Sederi 23 — 2013
Berta Cano Echevarría & Ana Sáez-Hidalgo
Francisco J. Borge López
Patricia Parker, “Cymbeline: Arithmetic, Double-Entry Bookkeeping, Counts, and Accounts.” SEDERI 23 (2013): 95-119.
DOI: https://doi.org/10.34136/sederi.2013.5 Download PDF
The importance of commercial arithmetic and double-entry bookkeeping (or “debitor and creditor” accounting) has been traced in The Merchant of Venice, Othello, the Sonnets, and other works of Shakespeare and his contemporaries. But even though both are explicitly cited in Cymbeline (the only Shakespeare play other than Othello to invoke double-entry by its contemporary English name), their importance for this late Shakespearean tragicomic romance has yet to be explored. This article traces multiple ways in which Cymbeline is impacted by arithmetic and the arts of calculation, risk-taking, surveying, and measuring; its pervasive language of credit, usury, gambling, and debt, as well as slander infidelity and accounting counterfeiting; the contemporary conflation of the female “O” with arithmetic’s zero or “cipher” in relation to alleged infidelity; and the larger problem of trust (from credere and credo) that is crucial to this play as well as to early modern England’s culture of credit.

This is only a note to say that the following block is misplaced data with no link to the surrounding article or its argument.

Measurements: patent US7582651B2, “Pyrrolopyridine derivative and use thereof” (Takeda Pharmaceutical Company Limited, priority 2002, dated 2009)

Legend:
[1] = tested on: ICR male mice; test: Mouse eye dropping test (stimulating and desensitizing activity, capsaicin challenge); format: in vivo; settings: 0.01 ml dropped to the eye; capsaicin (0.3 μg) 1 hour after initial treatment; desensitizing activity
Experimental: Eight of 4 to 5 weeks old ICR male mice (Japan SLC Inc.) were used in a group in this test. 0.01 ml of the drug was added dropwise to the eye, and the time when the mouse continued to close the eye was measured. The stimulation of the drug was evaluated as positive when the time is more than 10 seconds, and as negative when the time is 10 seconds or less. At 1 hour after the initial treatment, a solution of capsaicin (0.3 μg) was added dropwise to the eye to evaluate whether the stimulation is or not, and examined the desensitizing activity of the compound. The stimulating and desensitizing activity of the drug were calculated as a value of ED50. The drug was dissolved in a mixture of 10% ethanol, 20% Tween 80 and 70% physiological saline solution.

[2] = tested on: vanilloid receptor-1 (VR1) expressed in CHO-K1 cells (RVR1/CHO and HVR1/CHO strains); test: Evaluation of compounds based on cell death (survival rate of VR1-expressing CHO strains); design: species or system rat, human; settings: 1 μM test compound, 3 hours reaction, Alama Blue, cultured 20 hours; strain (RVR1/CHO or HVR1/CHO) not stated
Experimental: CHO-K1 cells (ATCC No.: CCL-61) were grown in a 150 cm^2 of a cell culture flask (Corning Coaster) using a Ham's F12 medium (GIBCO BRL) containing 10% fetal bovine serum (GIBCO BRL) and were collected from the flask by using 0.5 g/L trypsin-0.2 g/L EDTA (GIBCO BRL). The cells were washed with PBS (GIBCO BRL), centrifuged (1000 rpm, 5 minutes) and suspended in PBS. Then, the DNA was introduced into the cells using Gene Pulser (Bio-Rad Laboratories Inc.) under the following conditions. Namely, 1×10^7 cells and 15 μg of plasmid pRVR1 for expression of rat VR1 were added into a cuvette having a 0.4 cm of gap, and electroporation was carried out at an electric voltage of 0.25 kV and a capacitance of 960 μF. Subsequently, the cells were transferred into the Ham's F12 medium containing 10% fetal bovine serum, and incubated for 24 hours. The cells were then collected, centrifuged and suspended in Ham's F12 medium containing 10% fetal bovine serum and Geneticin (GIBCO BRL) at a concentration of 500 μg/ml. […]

Keywords: Cymbeline; Shakespeare; double-entry bookkeeping; Hindu-Arabic numbers; arithmetic; military science; feminist criticism; gender; transvestite theatre; knowledge production; rhetoric; mathematics; history of accounting; economic criticism.
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